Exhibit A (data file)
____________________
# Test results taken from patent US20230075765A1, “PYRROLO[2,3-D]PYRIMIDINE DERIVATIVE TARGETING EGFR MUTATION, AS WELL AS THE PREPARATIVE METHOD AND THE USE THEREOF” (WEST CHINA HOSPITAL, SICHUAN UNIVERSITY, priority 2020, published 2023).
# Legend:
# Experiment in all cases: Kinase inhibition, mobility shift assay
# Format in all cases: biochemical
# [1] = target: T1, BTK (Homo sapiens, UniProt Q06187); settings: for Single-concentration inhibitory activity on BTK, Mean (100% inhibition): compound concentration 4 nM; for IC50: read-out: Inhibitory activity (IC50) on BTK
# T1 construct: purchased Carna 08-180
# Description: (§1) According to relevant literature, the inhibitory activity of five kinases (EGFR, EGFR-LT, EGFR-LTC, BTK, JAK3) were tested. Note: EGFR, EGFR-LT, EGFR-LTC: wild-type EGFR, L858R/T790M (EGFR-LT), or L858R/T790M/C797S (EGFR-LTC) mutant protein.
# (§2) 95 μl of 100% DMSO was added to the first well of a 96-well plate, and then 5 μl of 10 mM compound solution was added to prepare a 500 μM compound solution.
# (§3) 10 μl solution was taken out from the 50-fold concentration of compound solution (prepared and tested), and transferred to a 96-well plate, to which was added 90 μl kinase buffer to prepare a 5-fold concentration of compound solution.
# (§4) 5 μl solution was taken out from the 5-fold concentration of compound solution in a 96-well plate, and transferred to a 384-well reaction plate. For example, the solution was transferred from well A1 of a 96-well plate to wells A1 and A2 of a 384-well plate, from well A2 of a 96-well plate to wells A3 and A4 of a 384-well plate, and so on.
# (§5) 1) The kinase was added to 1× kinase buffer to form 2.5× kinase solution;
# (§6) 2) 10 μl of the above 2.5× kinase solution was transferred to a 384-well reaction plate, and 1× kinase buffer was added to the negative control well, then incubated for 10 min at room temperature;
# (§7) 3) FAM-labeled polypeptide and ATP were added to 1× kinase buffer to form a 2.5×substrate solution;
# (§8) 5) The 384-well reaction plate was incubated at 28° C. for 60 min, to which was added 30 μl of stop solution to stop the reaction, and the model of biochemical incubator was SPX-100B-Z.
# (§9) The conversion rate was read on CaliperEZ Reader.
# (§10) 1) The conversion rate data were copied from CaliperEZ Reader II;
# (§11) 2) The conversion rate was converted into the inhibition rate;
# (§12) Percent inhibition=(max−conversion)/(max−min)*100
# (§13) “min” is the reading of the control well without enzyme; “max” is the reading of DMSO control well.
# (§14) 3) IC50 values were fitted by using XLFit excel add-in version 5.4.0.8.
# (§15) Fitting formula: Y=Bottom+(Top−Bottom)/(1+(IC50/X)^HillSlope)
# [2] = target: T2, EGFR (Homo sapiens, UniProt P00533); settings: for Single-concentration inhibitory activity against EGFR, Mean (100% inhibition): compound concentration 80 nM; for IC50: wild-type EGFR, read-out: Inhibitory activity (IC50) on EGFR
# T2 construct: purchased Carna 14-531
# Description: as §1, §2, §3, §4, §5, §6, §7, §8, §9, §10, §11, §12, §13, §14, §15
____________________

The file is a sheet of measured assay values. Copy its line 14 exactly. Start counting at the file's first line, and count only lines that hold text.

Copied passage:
# (§8) 5) The 384-well reaction plate was incubated at 28° C. for 60 min, to which was added 30 μl of stop solution to stop the reaction, and the model of biochemical incubator was SPX-100B-Z.